Fig trees, originally from the Middle East, have found a happy home in the Southwest, a similar climate. Mission Garden in Tucson  features historical gardens and  heritage fruit trees that produce an abundance of figs in late July and August. Asaf Hasan and Raina Kanawati brought a delicious Syrian fig salad to share with volunteers as they led us in making stuffed grape leaves. It is traditionally eaten with the fingers and since we had all washed our hands to make the grape leaves, we dug in happily.

The salad requires no cooking, just assembly, so it’s good to prepare on these hot summer days. Choose sweet white onions or red onions if those are not available.

Figs are ripe in deep summer. Originally from the Mediterranean, they grow well in the hot American desert.

 

When you slice the onion, do so pole to pole rather than through the equator.

Syrian Fig Salad

8 fresh figs, quartered

1 sweet onion, sliced thinly pole to pole

1 lemon, sliced as thinly as possible

1/2 cup finely chopped parsley leaves

1/2 cup finely chopped mint leaves

1/4 cup lemon juice

1/4 cup olive oil

1/4-1/2 teaspoon salt

Choose a bowl that holds at least a quart. Combine figs, onion, and lemon and toss until well mixed. Stir in the parsley and mint leaves. In a cup, combine the lemon juice, olive oil, and salt. Pour over the fruit mixture. Refrigerate for an hour to meld flavors. Serve cold or at room temperature.

Completed Syrian Fig Salad is a fresh addition to a summer meal. 

My latest book, A Desert Feast: Celebrating Tucson’s Culinary Heritage, discusses how Old World crops such as Mediterranean fruit trees were brought to Tucson by the Catholic missionaries in the early 1700s. I also discuss how local historians worked to recreate the Mission Gardens originally located at the Mission San Agustin.  Order the book from Amazon or  Native Seeds/SEARCH. The book is the the winner of three awards and was named Top Pick in the 2011 Southwest Books of the Year. 

When Drought Led to Famine, What Did People Eat?

Here in the Southwest, we’re heading into our second year of severe drought after a few years of normal drought. Because we humans live in the Twenty-First Century, we can live on food grown and imported from rainier regions or grown with water pumped from deep in the earth. But what about the indigenous people who lived here centuries ago, how did they cope with drought? What did they eat when the rains didn’t come or were spotty?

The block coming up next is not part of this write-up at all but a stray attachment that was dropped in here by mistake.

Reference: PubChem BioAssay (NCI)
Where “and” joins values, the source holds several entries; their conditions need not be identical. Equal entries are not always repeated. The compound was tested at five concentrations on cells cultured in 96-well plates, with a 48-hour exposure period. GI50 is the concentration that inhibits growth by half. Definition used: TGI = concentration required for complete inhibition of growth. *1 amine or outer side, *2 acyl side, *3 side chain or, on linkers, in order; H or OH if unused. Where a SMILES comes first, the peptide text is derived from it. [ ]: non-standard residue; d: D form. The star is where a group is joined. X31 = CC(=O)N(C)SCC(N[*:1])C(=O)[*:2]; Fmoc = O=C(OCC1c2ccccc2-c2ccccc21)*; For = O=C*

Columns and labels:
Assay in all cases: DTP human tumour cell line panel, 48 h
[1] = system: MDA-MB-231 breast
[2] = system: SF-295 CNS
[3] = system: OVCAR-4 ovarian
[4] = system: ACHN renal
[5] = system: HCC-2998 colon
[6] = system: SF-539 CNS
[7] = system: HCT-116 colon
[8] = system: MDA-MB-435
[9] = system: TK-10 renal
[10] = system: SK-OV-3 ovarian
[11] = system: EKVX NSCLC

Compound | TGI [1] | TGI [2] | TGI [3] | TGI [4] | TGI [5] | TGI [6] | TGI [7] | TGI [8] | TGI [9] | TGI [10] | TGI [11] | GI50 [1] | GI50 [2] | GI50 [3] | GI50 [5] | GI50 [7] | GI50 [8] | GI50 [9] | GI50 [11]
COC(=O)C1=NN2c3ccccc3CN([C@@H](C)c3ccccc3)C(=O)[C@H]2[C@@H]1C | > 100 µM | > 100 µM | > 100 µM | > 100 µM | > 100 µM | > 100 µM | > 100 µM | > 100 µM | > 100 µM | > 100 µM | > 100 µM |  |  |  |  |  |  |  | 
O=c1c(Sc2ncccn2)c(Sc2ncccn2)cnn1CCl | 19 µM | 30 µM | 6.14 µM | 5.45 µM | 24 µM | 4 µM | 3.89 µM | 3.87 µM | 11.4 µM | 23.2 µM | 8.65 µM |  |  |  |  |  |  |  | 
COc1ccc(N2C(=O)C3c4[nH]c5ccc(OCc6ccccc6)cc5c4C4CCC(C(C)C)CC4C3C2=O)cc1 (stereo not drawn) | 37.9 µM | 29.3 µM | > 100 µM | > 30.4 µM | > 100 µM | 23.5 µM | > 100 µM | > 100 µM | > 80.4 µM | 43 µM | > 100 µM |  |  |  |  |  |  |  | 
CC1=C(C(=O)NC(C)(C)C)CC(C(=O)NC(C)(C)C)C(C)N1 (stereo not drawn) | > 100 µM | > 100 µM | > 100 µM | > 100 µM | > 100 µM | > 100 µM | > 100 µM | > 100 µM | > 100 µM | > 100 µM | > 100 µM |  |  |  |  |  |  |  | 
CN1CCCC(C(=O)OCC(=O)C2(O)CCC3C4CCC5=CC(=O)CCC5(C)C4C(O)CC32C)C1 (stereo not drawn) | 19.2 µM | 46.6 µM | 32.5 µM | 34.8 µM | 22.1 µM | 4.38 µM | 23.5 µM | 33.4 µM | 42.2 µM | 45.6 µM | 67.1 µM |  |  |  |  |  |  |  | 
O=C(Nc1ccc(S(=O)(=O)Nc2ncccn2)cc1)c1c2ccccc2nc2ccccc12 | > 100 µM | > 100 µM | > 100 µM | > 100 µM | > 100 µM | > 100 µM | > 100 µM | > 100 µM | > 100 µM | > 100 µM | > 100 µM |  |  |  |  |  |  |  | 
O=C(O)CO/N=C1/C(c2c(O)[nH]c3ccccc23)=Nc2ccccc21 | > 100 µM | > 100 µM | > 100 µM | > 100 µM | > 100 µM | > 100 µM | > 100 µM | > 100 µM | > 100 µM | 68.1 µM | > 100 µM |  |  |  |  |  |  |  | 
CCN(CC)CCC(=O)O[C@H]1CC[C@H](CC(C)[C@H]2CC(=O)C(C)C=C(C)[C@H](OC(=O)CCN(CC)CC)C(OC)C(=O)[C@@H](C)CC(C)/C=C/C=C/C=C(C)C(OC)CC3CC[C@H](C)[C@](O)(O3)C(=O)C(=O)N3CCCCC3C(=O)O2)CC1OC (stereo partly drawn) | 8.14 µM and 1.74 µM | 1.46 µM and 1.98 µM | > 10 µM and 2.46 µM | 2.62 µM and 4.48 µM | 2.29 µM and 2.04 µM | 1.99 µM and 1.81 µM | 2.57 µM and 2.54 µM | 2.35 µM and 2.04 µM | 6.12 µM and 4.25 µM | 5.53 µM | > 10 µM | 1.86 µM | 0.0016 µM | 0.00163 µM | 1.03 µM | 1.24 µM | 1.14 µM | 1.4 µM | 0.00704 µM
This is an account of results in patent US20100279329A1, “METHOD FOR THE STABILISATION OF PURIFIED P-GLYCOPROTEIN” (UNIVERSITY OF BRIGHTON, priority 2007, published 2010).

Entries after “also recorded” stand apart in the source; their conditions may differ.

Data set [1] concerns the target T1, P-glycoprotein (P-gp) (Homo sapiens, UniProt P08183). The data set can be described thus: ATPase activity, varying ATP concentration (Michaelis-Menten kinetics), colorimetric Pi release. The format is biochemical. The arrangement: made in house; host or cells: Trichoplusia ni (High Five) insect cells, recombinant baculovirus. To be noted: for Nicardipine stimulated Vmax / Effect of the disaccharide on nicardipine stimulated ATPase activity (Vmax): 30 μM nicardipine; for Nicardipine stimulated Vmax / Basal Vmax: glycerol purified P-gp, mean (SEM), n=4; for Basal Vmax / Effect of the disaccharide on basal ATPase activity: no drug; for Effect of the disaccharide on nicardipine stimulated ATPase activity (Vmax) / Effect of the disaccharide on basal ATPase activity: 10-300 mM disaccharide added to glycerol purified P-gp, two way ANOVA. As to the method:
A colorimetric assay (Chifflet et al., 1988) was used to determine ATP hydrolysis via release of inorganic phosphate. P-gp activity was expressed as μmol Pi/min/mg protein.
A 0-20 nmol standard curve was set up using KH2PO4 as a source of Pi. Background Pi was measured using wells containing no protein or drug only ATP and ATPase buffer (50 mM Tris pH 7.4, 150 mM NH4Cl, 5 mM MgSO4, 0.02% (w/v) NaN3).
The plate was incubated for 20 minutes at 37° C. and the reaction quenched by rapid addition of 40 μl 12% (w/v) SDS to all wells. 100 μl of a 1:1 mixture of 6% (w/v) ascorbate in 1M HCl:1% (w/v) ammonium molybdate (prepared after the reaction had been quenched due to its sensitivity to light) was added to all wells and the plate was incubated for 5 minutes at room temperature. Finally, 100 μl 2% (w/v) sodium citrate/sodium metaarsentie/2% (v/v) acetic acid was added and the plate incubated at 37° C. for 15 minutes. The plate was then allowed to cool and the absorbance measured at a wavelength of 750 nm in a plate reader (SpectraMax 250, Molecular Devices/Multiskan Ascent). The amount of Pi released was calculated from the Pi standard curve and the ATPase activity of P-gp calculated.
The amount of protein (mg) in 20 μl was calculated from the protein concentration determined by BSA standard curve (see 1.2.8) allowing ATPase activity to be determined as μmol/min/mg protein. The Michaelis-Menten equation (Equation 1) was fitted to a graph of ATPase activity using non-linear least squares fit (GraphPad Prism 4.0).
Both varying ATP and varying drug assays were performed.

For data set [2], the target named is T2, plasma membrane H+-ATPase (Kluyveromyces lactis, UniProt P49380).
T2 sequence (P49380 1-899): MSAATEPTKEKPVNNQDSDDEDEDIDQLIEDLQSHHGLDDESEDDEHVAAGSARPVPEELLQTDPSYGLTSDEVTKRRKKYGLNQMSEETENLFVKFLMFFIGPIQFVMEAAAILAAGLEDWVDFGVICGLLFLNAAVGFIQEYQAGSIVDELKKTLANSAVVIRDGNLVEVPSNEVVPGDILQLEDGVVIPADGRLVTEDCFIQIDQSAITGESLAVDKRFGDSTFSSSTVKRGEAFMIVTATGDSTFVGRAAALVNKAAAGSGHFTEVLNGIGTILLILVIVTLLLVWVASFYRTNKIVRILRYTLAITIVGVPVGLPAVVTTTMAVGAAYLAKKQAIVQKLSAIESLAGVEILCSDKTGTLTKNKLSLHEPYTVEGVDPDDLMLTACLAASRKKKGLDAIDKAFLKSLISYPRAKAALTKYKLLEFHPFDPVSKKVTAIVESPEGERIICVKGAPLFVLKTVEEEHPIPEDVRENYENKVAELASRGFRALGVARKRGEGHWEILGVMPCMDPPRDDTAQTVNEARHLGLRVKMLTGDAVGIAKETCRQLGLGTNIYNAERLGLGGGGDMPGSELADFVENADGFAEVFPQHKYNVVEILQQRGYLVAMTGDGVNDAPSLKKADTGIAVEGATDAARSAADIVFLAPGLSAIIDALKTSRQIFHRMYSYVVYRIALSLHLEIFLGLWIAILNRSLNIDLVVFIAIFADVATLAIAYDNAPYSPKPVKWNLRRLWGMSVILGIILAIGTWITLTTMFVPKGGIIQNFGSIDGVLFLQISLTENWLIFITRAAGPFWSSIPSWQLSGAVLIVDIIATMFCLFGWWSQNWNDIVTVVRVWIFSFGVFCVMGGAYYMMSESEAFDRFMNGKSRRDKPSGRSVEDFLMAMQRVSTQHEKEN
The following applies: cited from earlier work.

It’s Carolyn here today, and I began to look for some answers in the new book Famine Foods: Plants We Eat to Survive (University of Arizona Press, 2021) by Paul E. Minnis, an archaeologist/ethnobotanist. Dr. Minnis writes: “Food shortages of various kinds and severities have been a part of humanity for as long as humans have existed.” Later, he writes, “Out of these experiences, humans have developed a range of responses to deal with these problems including the use of famine foods.”

Although Minnis looks at how people respond to food shortages world-wide, I was particularly interested in what he had to say about the Southwest. Because famines only occurred every so often, there was the chance that plants that weren’t eaten regularly, but could be eaten might be forgotten. The Zuni of New Mexico embedded ethnobotanical knowledge by making plants integral parts of ritual paraphernalia so people had to remember where to gather them and they also included knowledge of plants in ritual liturgy. So even if someone had not actually eaten a plant, they had heard of it.